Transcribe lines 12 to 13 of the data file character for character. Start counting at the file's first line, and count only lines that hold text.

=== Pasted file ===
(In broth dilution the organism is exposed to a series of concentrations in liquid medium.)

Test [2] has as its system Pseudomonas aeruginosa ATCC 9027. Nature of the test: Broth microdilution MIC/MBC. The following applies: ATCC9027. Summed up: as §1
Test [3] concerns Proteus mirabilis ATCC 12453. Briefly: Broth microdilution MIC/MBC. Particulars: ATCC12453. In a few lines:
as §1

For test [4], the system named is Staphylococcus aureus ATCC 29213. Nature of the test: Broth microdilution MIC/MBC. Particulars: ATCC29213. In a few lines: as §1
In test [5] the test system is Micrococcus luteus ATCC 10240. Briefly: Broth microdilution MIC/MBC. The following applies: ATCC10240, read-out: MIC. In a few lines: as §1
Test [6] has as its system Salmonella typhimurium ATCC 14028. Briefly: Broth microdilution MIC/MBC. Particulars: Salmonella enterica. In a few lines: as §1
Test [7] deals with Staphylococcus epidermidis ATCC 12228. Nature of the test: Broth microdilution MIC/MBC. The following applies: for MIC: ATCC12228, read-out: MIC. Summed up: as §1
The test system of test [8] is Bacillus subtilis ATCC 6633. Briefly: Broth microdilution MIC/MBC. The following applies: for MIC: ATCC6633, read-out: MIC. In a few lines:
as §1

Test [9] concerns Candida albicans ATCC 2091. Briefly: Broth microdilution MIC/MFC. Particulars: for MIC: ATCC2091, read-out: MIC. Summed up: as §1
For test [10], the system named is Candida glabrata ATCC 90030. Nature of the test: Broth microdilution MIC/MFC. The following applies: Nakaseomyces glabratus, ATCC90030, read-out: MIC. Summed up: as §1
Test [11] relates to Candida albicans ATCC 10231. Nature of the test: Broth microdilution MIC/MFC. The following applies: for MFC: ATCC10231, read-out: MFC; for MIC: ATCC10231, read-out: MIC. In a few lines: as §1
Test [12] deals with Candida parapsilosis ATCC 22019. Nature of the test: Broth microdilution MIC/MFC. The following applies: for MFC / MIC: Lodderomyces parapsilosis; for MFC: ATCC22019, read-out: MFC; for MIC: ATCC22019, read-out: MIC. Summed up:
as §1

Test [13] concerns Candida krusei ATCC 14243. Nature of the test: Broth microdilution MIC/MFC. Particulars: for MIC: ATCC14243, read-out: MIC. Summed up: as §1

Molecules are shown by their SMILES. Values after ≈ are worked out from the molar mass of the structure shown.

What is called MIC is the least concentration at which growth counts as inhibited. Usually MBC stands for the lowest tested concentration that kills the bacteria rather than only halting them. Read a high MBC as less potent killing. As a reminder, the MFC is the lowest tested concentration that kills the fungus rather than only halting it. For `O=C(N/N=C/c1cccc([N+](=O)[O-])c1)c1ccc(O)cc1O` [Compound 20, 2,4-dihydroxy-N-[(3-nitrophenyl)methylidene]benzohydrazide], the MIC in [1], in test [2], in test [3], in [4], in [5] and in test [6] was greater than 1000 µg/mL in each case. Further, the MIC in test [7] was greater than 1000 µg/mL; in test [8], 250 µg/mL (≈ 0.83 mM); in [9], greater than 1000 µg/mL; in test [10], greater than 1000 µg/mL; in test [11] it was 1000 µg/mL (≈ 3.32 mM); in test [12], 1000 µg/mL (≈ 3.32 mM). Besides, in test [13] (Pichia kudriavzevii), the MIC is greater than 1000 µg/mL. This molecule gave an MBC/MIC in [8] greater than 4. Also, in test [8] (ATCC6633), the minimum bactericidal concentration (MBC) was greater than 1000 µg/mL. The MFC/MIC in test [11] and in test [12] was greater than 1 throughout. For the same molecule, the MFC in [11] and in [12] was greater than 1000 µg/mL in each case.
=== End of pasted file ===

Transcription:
For test [10], the system named is Candida glabrata ATCC 90030. Nature of the test: Broth microdilution MIC/MFC. The following applies: Nakaseomyces glabratus, ATCC90030, read-out: MIC. Summed up: as §1
Test [11] relates to Candida albicans ATCC 10231. Nature of the test: Broth microdilution MIC/MFC. The following applies: for MFC: ATCC10231, read-out: MFC; for MIC: ATCC10231, read-out: MIC. In a few lines: as §1